Nurse Navigation: An Integral Part of the Patient Experience

by Scott Hutchinson
March 05, 2018

OSI's Kim Jablonski and Ann Dickinson.

Kim Jablonski can rattle off the path of her nursing career quite easily: 

  • Seven years in Refractive Eye Surgery, as a scrub tech, circulating RN, and laser/refractive technician
  • Five years in Cardiac Surgery ICU, providing direct one-on-one care for patients recovering from cardiac surgery
  • Two years in Prep/PACU, prepping patients for orthopedic surgery, starting IVs, prepping skin, reviewing charts/medications 
  • Three years in orthopedic, pediatric, medical/surgical nursing, providing direct patient care, overseeing a 35 bed unit, coordinating assignments, rounding with physicians
  • Eleven years as Total Joint Program Director, coordinating the entire care path experience for patients undergoing total joint replacement 

Recently Jablonski learned she has also been a Nurse Navigator. And she never even knew it.

Nurse Navigators have been in use for many years, mainly for oncology patients. Lately the designation has become a buzz term in orthopedics as well.

When the Orthopedic & Sports Institute (OSI) first opened in 2006, the capability of performing joint replacement surgery in the facility was two years away. At the outset, OSI needed someone with a varied background and extensive experience to coordinate the push to realize that goal. 

Jablonski, comfortable wearing many hats, became that person.

After the organization instituted a nationwide search to discover best practices at ambulatory surgery centers across the country, Jablonski was tasked with utilizing the information that was gathered to define the trajectory of the nascent program. With this came the management of an iterative learning process based on weekly meetings and feedback as well as the development of a monitoring system to identify key factors for success.

As the program took off, Jablonski added becoming a certified research assistant for an international quality improvement and registry project to her list of responsibilities. During this time, the first total hip, knee, shoulder, ankle, and bilateral procedures were performed at OSI.

“Yes, it was an arduous process,” Jablonski admitted, “but we created the program we envisioned at the start.”

Oh, and she was meeting with every joint replacement patient in a pre-surgical meeting. As of 2017, OSI was performing over 400 total joint replacements a year.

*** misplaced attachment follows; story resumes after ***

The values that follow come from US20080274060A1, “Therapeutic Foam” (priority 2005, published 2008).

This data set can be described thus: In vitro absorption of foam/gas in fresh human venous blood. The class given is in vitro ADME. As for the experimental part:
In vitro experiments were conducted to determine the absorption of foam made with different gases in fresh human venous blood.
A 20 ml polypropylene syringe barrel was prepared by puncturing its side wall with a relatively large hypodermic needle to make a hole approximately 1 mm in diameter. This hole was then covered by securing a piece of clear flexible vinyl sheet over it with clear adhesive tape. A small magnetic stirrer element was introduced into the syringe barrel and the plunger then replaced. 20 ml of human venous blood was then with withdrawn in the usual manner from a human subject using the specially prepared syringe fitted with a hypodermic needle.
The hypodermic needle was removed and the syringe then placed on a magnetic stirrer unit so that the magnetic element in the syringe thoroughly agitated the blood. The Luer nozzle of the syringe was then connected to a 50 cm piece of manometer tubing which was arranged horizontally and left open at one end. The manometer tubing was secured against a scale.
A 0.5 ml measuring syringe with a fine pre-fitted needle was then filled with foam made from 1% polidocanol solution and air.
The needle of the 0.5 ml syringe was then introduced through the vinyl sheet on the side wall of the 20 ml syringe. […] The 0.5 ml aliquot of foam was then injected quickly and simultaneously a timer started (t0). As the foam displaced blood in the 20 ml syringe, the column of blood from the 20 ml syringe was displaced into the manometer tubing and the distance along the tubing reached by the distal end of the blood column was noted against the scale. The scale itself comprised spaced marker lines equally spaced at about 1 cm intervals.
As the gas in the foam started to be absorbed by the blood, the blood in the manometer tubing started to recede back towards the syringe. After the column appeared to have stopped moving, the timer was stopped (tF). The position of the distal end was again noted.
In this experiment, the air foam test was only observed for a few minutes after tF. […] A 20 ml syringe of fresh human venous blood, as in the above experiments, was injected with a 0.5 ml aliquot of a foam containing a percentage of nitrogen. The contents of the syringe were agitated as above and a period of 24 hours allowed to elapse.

This role, as Jablonski found out in a course she took last year, is called Nurse Navigator.

Jablonski frequently needed to remind herself that none of her responsibilities was more important than being the Nurse Navigator, the single point of contact for every patient about to embark on a joint replacement journey.

“Being there for patients and families, providing the help and support they need, was always the focal point of my job,” said Jablonski.

At OSI, Jablonski was ubiquitous, leading patient and spouse after patient and spouse on tours of OSI, getting them familiar with the campus – surgery center, imaging center, skilled nursing facility, physical therapy, café – and winding things up in a small conference room to review, one more time, the pre-surgical routine, the surgical expectations, and recovery timetable. 

And to make sure every question was answered to put the patient and family in the very best spot.

The rest of her duties, however, remained.

With the help of Ann Dickinson, RN, who assumed the bulk of pre-surgical patient meetings, Jablonski has transitioned from being OSI’s Nurse Navigator in order to focus on the program responsibilities that fall under the title of Orthopedic Total Joint Coordinator.

In this role, Jablonski oversees the entire process improvement for the joint program, facilitating communication among those involved in its delivery: surgeons, physical and occupational therapists, primary care physicians, skilled nursing, home health, leadership, and many other individuals and groups too numerous to mention.

In February, Jablonski will present at the Northeast Wisconsin Chapter of the National Association of Orthopedic Nurses, where she will share her journey at OSI, from the beginning of the joint program, to where it is now, to where it’s headed.

She has been there for it all.

“The program has evolved and continues to grow,” said Jablonski. “It’s all about advancing a healthcare model that provides quality at a lower cost by improving the patient experience.”

Total Joint Program Components
Providing the best patient experience requires attention to detail:

  • Furnish patient and family education
  • Maintain consistency of practice
  • Provide continuity of care
  • Expedite transitions 
  • Utilize risk stratification methods
  • Analyze outcomes
  • Make process improvements 
  • Facilitate, collaborate, and communicate
  • Manage all details to ensure the “WOW” experience